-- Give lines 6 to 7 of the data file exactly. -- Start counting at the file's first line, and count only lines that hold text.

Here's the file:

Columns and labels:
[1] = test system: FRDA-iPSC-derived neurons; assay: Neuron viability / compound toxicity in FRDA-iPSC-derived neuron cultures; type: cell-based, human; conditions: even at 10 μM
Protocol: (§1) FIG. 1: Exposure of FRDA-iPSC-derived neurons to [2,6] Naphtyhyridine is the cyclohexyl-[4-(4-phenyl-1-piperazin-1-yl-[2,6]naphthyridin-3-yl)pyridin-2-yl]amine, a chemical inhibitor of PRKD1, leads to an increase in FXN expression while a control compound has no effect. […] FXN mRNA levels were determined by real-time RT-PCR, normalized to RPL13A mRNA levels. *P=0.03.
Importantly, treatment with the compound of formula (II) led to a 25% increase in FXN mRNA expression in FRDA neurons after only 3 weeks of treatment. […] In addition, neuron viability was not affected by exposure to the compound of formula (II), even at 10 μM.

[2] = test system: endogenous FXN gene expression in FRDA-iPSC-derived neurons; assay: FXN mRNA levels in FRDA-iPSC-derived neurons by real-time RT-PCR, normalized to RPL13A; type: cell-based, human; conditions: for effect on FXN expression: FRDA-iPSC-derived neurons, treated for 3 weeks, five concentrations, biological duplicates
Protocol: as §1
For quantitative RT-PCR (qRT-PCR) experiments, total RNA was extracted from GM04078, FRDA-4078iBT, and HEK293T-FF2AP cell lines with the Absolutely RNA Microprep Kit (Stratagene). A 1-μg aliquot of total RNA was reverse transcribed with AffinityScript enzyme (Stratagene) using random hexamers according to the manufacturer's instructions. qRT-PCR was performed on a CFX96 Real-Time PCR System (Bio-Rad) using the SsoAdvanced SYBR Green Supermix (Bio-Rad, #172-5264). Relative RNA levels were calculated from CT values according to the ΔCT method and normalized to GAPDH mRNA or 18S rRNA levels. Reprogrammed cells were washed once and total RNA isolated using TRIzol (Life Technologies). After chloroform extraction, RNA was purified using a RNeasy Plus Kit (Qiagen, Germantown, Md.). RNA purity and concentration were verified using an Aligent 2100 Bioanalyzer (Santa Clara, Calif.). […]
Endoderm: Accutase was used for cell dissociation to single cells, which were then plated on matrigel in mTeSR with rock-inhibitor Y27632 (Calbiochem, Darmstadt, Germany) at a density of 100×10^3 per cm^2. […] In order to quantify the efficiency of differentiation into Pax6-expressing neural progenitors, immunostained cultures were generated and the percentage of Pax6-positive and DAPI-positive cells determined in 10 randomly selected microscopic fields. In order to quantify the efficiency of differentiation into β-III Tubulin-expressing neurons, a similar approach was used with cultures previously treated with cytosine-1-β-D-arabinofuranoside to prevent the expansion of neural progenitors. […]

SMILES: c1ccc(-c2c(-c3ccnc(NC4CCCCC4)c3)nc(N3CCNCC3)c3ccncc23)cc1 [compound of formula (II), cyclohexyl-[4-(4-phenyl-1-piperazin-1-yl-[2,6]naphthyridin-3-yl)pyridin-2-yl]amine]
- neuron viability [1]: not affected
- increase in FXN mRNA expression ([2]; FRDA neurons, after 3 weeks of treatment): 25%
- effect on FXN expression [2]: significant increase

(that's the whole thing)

Protocol: as §1
For quantitative RT-PCR (qRT-PCR) experiments, total RNA was extracted from GM04078, FRDA-4078iBT, and HEK293T-FF2AP cell lines with the Absolutely RNA Microprep Kit (Stratagene). A 1-μg aliquot of total RNA was reverse transcribed with AffinityScript enzyme (Stratagene) using random hexamers according to the manufacturer's instructions. qRT-PCR was performed on a CFX96 Real-Time PCR System (Bio-Rad) using the SsoAdvanced SYBR Green Supermix (Bio-Rad, #172-5264). Relative RNA levels were calculated from CT values according to the ΔCT method and normalized to GAPDH mRNA or 18S rRNA levels. Reprogrammed cells were washed once and total RNA isolated using TRIzol (Life Technologies). After chloroform extraction, RNA was purified using a RNeasy Plus Kit (Qiagen, Germantown, Md.). RNA purity and concentration were verified using an Aligent 2100 Bioanalyzer (Santa Clara, Calif.). […]